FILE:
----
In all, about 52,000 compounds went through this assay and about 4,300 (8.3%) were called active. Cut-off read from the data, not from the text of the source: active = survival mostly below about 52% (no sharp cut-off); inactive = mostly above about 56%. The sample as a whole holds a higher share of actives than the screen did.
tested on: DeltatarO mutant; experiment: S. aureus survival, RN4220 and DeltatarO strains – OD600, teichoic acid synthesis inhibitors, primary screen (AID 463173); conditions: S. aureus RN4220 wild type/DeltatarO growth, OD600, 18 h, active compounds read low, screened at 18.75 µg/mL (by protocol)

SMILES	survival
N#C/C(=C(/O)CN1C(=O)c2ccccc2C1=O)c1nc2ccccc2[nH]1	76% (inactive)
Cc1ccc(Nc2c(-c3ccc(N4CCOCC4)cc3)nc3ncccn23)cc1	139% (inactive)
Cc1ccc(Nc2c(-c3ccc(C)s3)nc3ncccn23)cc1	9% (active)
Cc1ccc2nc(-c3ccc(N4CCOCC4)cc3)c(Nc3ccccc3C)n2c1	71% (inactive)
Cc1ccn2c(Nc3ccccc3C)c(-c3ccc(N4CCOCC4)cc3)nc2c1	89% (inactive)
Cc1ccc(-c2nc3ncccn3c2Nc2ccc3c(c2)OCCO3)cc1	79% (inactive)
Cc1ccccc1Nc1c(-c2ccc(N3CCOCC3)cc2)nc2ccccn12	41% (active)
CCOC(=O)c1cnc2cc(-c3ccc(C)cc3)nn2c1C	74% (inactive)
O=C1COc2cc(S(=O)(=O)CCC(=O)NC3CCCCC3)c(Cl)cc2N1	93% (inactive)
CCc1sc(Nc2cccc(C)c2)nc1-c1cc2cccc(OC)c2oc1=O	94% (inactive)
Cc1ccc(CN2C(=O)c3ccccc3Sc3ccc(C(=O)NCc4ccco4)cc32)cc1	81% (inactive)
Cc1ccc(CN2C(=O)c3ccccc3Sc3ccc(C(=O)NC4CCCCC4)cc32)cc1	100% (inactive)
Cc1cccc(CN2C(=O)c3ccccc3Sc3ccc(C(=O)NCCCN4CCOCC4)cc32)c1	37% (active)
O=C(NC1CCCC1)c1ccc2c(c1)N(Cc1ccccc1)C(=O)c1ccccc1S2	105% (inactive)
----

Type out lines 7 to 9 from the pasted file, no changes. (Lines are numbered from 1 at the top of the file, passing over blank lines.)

Cc1ccc2nc(-c3ccc(N4CCOCC4)cc3)c(Nc3ccccc3C)n2c1	71% (inactive)
Cc1ccn2c(Nc3ccccc3C)c(-c3ccc(N4CCOCC4)cc3)nc2c1	89% (inactive)
Cc1ccc(-c2nc3ncccn3c2Nc2ccc3c(c2)OCCO3)cc1	79% (inactive)